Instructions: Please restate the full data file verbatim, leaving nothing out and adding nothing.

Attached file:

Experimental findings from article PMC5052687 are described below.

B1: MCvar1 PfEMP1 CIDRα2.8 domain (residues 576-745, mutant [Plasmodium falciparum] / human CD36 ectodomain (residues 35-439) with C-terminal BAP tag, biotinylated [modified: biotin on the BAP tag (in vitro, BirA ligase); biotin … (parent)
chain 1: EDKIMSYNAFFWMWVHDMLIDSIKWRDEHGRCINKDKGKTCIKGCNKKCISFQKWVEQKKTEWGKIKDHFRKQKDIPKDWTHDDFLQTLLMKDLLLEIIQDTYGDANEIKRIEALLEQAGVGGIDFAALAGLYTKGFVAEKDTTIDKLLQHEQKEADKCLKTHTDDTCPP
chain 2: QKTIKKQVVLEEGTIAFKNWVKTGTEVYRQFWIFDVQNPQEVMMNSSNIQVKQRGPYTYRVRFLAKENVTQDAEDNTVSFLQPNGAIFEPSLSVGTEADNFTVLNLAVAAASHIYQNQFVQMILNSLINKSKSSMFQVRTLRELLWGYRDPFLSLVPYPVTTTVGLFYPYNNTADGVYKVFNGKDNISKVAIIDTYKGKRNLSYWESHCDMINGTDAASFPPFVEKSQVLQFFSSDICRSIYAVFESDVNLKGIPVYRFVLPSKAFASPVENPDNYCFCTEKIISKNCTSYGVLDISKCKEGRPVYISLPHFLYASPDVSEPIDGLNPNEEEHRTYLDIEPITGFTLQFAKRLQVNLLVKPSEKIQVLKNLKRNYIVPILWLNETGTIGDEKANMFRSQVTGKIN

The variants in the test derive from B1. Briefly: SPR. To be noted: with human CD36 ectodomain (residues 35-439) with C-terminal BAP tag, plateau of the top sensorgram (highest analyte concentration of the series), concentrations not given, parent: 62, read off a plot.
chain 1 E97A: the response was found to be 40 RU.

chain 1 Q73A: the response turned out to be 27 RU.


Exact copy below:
Experimental findings from article PMC5052687 are described below.

B1: MCvar1 PfEMP1 CIDRα2.8 domain (residues 576-745, mutant [Plasmodium falciparum] / human CD36 ectodomain (residues 35-439) with C-terminal BAP tag, biotinylated [modified: biotin on the BAP tag (in vitro, BirA ligase); biotin … (parent)
chain 1: EDKIMSYNAFFWMWVHDMLIDSIKWRDEHGRCINKDKGKTCIKGCNKKCISFQKWVEQKKTEWGKIKDHFRKQKDIPKDWTHDDFLQTLLMKDLLLEIIQDTYGDANEIKRIEALLEQAGVGGIDFAALAGLYTKGFVAEKDTTIDKLLQHEQKEADKCLKTHTDDTCPP
chain 2: QKTIKKQVVLEEGTIAFKNWVKTGTEVYRQFWIFDVQNPQEVMMNSSNIQVKQRGPYTYRVRFLAKENVTQDAEDNTVSFLQPNGAIFEPSLSVGTEADNFTVLNLAVAAASHIYQNQFVQMILNSLINKSKSSMFQVRTLRELLWGYRDPFLSLVPYPVTTTVGLFYPYNNTADGVYKVFNGKDNISKVAIIDTYKGKRNLSYWESHCDMINGTDAASFPPFVEKSQVLQFFSSDICRSIYAVFESDVNLKGIPVYRFVLPSKAFASPVENPDNYCFCTEKIISKNCTSYGVLDISKCKEGRPVYISLPHFLYASPDVSEPIDGLNPNEEEHRTYLDIEPITGFTLQFAKRLQVNLLVKPSEKIQVLKNLKRNYIVPILWLNETGTIGDEKANMFRSQVTGKIN

The variants in the test derive from B1. Briefly: SPR. To be noted: with human CD36 ectodomain (residues 35-439) with C-terminal BAP tag, plateau of the top sensorgram (highest analyte concentration of the series), concentrations not given, parent: 62, read off a plot.
chain 1 E97A: the response was found to be 40 RU.

chain 1 Q73A: the response turned out to be 27 RU.